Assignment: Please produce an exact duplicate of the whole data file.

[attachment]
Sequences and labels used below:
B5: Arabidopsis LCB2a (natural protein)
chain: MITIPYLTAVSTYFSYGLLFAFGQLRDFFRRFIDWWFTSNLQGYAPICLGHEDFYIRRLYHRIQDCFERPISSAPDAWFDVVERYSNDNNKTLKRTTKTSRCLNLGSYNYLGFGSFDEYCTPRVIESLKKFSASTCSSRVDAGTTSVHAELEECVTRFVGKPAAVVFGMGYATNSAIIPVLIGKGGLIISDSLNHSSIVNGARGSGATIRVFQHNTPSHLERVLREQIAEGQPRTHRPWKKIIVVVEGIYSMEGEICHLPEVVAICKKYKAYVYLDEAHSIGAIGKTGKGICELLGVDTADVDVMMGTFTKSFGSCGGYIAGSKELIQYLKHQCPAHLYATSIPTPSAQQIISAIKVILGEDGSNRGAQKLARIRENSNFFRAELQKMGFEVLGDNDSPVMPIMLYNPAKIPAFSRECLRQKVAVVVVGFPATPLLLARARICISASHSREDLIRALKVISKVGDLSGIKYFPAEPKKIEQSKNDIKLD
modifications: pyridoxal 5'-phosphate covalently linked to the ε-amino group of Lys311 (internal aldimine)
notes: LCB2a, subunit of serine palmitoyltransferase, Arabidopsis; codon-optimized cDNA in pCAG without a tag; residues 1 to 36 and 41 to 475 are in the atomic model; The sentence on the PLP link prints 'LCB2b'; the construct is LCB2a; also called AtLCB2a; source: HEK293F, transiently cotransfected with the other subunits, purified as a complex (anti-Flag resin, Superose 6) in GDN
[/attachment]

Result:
Sequences and labels used below:
B5: Arabidopsis LCB2a (natural protein)
chain: MITIPYLTAVSTYFSYGLLFAFGQLRDFFRRFIDWWFTSNLQGYAPICLGHEDFYIRRLYHRIQDCFERPISSAPDAWFDVVERYSNDNNKTLKRTTKTSRCLNLGSYNYLGFGSFDEYCTPRVIESLKKFSASTCSSRVDAGTTSVHAELEECVTRFVGKPAAVVFGMGYATNSAIIPVLIGKGGLIISDSLNHSSIVNGARGSGATIRVFQHNTPSHLERVLREQIAEGQPRTHRPWKKIIVVVEGIYSMEGEICHLPEVVAICKKYKAYVYLDEAHSIGAIGKTGKGICELLGVDTADVDVMMGTFTKSFGSCGGYIAGSKELIQYLKHQCPAHLYATSIPTPSAQQIISAIKVILGEDGSNRGAQKLARIRENSNFFRAELQKMGFEVLGDNDSPVMPIMLYNPAKIPAFSRECLRQKVAVVVVGFPATPLLLARARICISASHSREDLIRALKVISKVGDLSGIKYFPAEPKKIEQSKNDIKLD
modifications: pyridoxal 5'-phosphate covalently linked to the ε-amino group of Lys311 (internal aldimine)
notes: LCB2a, subunit of serine palmitoyltransferase, Arabidopsis; codon-optimized cDNA in pCAG without a tag; residues 1 to 36 and 41 to 475 are in the atomic model; The sentence on the PLP link prints 'LCB2b'; the construct is LCB2a; also called AtLCB2a; source: HEK293F, transiently cotransfected with the other subunits, purified as a complex (anti-Flag resin, Superose 6) in GDN